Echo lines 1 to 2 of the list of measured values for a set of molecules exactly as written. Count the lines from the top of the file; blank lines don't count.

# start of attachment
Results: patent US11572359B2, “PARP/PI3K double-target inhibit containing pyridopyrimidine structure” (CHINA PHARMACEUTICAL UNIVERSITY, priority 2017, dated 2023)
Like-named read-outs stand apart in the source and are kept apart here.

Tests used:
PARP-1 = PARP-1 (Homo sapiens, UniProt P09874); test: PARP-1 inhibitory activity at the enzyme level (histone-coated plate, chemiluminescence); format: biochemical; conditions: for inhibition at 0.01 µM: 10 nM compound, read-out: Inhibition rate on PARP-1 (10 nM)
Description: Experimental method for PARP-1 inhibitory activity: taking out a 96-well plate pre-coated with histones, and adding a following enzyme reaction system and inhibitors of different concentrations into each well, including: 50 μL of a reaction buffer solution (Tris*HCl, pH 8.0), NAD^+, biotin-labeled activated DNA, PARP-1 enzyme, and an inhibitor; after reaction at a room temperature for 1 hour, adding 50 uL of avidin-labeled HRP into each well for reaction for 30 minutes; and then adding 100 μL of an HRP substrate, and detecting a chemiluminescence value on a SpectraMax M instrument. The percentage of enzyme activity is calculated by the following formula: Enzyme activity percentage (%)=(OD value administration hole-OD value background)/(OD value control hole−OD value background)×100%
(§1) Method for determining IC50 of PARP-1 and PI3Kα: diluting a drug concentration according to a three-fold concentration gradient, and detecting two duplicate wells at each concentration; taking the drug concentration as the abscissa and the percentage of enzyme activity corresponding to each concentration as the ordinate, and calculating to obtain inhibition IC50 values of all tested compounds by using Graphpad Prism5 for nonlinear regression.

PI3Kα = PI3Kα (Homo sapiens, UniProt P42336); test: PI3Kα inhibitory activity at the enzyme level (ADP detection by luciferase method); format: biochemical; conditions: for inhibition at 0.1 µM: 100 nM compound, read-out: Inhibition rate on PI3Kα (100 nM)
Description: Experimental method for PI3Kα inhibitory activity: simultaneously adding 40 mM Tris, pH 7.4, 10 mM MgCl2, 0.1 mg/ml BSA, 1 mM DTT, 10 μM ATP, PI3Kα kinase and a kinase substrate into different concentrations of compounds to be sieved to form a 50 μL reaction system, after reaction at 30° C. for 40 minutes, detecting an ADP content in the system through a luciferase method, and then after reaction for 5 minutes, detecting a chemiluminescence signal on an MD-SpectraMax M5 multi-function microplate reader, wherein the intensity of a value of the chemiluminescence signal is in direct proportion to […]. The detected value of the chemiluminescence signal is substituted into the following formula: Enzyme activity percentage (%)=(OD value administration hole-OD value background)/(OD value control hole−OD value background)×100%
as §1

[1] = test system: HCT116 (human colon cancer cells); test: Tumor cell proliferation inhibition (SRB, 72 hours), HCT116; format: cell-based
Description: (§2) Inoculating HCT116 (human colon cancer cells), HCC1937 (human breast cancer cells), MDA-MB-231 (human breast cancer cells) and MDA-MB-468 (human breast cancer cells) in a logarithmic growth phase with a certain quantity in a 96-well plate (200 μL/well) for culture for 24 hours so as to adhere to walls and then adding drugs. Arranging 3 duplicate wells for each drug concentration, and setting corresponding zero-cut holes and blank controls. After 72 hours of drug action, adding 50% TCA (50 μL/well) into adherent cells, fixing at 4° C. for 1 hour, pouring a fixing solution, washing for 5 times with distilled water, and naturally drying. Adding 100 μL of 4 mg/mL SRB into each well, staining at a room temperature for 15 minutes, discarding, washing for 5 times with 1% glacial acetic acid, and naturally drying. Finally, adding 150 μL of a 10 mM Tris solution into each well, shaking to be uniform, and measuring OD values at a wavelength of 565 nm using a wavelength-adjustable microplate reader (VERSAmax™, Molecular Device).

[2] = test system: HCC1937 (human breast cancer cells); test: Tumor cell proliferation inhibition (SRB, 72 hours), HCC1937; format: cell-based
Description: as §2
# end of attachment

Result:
Results: patent US11572359B2, “PARP/PI3K double-target inhibit containing pyridopyrimidine structure” (CHINA PHARMACEUTICAL UNIVERSITY, priority 2017, dated 2023)
Like-named read-outs stand apart in the source and are kept apart here.